As part of the cancer care multidisciplinary team, our radiation oncologists coordinate every aspect of care with surgeons and pathologists to help decide the best course of treatment for each patient.
Radiation therapy uses high-energy particles or waves to destroy or damage cancer cells. Internal radiation therapy involves putting the source of radiation inside the body. Brachytherapy is one type of internal radiation therapy. In brachtherapy, instead of using radiation beams delivered by special equipment, radioactive material is placed directly into, or as close as possible to the cancer. This type of radiation travels a very short distance in the body (“brachy” is a Greek prefix for “short”.) The radioactive material is placed in this way in order to spare as many healthy cells as possible. The material itself may be left in the body for a short time, or permanently.
Three Types of Brachytherapy
Low Dose Rate (LDR) Implants
With LDR brachytherapy, the source of radiation stays in place for one to seven days. Most patients are hospitalized for the duration of this treatment. Once the treatment is completed, the physician removes the radiation sources and the catheter or applicator.
LDR brachytherapy is offered at:
High Dose Rate (HDR) Implants
During HDR brachytherapy, the radiation source is in place for 10 to 20 minutes periods and then taken out. HDR treatments may occur once or twice a day for two to five days or once a week for two to five weeks. The schedule depends on the type of cancer. During the course of treatment, your catheter or applicator may stay in place, or it may be put in place before each treatment. Some patients stay in the hospital during this time and others make daily trips to the hospital or physician’s office to have the radiation source placed. Like LDR implants, your doctor will remove your catheter or applicator once you have finished treatment.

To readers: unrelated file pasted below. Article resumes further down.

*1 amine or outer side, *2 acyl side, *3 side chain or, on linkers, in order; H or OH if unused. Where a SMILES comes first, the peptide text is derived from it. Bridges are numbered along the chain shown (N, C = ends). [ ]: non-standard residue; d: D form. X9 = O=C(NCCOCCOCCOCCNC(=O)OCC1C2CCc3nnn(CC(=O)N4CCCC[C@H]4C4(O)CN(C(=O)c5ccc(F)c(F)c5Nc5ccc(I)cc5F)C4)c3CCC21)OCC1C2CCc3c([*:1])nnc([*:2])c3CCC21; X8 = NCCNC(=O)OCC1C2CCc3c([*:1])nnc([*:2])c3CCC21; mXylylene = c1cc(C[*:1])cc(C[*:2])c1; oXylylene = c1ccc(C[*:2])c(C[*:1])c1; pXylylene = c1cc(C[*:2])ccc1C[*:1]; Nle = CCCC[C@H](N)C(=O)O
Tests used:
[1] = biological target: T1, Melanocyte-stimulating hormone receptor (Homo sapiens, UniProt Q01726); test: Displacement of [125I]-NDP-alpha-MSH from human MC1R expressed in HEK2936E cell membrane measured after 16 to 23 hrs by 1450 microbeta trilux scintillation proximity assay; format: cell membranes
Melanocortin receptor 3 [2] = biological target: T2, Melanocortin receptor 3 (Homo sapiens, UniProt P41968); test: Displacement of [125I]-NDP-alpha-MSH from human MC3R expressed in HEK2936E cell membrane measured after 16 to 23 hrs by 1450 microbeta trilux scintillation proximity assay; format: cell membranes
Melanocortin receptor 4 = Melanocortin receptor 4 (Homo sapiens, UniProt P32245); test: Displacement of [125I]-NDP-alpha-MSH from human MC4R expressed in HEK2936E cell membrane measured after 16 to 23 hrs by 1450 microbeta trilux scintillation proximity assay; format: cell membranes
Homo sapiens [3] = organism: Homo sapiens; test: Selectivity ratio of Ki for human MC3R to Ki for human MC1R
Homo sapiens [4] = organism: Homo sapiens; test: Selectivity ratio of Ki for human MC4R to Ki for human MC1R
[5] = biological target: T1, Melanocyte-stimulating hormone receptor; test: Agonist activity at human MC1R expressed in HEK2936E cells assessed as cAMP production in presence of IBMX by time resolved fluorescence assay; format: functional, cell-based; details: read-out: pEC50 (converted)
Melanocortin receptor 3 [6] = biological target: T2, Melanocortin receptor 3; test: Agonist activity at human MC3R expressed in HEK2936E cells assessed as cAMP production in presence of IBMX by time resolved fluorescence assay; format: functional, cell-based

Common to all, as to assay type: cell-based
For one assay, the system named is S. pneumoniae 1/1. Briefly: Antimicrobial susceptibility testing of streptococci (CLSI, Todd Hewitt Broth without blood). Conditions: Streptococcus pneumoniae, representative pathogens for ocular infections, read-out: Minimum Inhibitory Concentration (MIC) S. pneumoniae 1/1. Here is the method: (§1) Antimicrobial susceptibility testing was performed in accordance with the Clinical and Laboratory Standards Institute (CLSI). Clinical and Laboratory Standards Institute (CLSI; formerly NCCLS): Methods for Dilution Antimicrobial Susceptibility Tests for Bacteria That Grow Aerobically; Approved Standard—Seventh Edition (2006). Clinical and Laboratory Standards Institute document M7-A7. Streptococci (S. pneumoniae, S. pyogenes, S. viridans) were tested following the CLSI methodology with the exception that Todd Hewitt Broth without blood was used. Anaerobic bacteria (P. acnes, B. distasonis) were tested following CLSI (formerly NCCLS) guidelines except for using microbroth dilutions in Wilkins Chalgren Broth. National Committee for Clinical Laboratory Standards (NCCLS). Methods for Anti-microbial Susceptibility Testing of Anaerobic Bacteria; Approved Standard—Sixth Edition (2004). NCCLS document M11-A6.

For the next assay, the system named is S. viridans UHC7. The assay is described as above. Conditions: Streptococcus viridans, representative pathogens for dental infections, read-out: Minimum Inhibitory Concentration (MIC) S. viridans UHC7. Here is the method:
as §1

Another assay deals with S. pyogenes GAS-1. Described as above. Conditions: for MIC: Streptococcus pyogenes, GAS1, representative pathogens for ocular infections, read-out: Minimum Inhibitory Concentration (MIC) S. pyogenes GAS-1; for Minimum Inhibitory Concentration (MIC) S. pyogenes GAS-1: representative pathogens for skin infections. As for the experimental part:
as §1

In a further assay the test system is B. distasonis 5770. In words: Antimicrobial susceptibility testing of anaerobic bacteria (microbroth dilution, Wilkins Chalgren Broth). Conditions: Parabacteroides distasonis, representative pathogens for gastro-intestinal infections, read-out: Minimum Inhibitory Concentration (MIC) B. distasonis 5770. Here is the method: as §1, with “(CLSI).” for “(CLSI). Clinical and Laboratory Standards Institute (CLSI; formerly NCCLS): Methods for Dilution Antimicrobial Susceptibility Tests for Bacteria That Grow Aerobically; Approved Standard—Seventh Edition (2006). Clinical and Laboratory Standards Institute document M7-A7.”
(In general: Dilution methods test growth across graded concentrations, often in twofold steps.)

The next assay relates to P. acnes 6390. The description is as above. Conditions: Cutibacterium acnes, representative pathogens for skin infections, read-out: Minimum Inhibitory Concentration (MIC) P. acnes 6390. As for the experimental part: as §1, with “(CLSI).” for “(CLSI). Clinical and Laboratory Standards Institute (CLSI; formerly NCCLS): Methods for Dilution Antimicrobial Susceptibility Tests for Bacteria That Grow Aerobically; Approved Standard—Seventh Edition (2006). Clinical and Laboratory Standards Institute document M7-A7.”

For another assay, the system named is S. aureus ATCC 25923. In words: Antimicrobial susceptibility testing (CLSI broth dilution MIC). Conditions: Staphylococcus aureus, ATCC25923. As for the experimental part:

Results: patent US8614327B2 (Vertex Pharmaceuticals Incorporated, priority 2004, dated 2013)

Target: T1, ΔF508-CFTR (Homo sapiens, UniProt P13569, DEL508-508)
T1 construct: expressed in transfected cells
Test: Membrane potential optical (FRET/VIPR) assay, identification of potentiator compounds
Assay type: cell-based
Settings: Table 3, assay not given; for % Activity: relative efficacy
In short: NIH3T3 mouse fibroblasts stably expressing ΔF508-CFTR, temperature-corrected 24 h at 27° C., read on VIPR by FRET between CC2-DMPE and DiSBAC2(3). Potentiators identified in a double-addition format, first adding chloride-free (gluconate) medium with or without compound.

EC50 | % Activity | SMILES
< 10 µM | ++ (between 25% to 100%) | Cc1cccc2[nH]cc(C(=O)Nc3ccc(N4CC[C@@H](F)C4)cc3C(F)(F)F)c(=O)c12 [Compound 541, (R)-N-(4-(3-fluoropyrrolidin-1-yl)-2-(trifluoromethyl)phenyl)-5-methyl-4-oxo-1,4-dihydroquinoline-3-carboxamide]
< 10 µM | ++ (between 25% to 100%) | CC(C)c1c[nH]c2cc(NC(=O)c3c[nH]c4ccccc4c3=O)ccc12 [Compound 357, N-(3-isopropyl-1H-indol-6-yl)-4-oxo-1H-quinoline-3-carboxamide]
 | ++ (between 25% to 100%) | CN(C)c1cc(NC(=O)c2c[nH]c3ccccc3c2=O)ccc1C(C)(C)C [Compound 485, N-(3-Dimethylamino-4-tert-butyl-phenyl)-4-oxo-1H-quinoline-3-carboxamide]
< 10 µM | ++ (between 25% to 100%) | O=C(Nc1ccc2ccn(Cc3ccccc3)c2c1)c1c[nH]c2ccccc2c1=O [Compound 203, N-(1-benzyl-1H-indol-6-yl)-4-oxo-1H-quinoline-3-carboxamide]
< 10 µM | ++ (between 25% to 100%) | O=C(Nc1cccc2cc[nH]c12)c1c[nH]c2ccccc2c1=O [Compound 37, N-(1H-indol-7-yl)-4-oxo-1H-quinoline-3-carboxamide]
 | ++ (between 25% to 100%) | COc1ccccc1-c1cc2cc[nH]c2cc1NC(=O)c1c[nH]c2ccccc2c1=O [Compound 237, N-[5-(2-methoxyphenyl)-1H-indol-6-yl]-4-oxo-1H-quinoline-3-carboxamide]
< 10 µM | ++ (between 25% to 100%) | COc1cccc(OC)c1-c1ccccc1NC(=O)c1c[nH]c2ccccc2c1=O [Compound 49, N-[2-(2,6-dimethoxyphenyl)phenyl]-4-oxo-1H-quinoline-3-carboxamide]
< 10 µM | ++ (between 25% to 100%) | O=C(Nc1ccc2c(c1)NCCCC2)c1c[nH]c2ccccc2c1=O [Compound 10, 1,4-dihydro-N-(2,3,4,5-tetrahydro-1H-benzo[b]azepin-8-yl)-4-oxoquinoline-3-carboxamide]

Liquid forms of radiation are most often used with people who have thyroid cancer or non-Hodgkin’s lymphoma. Some patients may receive internal radiation treatments along with other types of treatment, including external beam radiation, chemotherapy, or surgery.
After the radiation source is put in place, the catheter is removed. The implants always stay in your body, while the radiation gets weaker each day. You may need to limit you time around other people when the radiation is first put in place.
How Brachytherapy Works
Sealed radioactive substances are placed in body cavities or body tissue using a catheter – a small, stretchy tube. Sometimes, brachytherapy is put in place through a larger metal or plastic tube called an applicator.
During the treatment, the implants are placed in the body through the applicators. Some implants are permanent, while others are left in for a short period. The applicator may be removed at the same time as the implant, or it may be left in place until all the treatments are finished.
This procedure is carried out in a hospital operating room. Before the placement of the applicator(s), patients receive either general anesthesia (where you are asleep) or regional anestheisa (where part of your body is numbed). Applicators are placed either during surgery or by a doctor using an imaging test to view the intended location. If the applicators need to be held in place, stitches may be used.
What to Expect
The anesthesia used during the placement of the applicator may make some patients feel drowsy, weak, or nauseated, but these side effects do not last long. If your implants are held in place by an applicator, you may experience some discomfort. Ask for medicine to help you relax or to relieve pain if needed.
Benefits of Brachytherapy
Brachytherapy’s benefits include:
- Proven effectiveness in treating localized cancer.
- Low risk of major complications.
- Minor surgical procedure.
- Minimal loss of service (time off from work and return to normal activity).
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